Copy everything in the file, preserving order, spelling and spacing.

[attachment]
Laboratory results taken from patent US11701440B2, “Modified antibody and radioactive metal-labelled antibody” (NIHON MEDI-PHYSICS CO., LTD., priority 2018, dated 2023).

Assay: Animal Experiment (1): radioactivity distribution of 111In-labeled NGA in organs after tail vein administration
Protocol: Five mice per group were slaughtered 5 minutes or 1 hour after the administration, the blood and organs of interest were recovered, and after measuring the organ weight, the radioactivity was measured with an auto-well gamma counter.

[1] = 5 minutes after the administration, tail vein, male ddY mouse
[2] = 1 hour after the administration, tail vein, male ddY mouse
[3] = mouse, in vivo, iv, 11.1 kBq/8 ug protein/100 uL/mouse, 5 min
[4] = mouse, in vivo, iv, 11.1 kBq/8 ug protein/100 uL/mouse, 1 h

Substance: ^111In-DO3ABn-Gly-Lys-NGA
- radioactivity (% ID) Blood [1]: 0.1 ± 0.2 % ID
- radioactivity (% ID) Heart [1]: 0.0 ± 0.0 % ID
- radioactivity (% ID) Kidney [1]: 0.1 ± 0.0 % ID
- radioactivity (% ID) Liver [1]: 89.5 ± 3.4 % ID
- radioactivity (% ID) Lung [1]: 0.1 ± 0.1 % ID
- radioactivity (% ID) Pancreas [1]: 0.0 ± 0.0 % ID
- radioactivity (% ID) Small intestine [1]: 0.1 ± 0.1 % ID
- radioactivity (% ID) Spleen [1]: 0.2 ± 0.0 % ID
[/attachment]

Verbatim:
Laboratory results taken from patent US11701440B2, “Modified antibody and radioactive metal-labelled antibody” (NIHON MEDI-PHYSICS CO., LTD., priority 2018, dated 2023).

Assay: Animal Experiment (1): radioactivity distribution of 111In-labeled NGA in organs after tail vein administration
Protocol: Five mice per group were slaughtered 5 minutes or 1 hour after the administration, the blood and organs of interest were recovered, and after measuring the organ weight, the radioactivity was measured with an auto-well gamma counter.

[1] = 5 minutes after the administration, tail vein, male ddY mouse
[2] = 1 hour after the administration, tail vein, male ddY mouse
[3] = mouse, in vivo, iv, 11.1 kBq/8 ug protein/100 uL/mouse, 5 min
[4] = mouse, in vivo, iv, 11.1 kBq/8 ug protein/100 uL/mouse, 1 h

Substance: ^111In-DO3ABn-Gly-Lys-NGA
- radioactivity (% ID) Blood [1]: 0.1 ± 0.2 % ID
- radioactivity (% ID) Heart [1]: 0.0 ± 0.0 % ID
- radioactivity (% ID) Kidney [1]: 0.1 ± 0.0 % ID
- radioactivity (% ID) Liver [1]: 89.5 ± 3.4 % ID
- radioactivity (% ID) Lung [1]: 0.1 ± 0.1 % ID
- radioactivity (% ID) Pancreas [1]: 0.0 ± 0.0 % ID
- radioactivity (% ID) Small intestine [1]: 0.1 ± 0.1 % ID
- radioactivity (% ID) Spleen [1]: 0.2 ± 0.0 % ID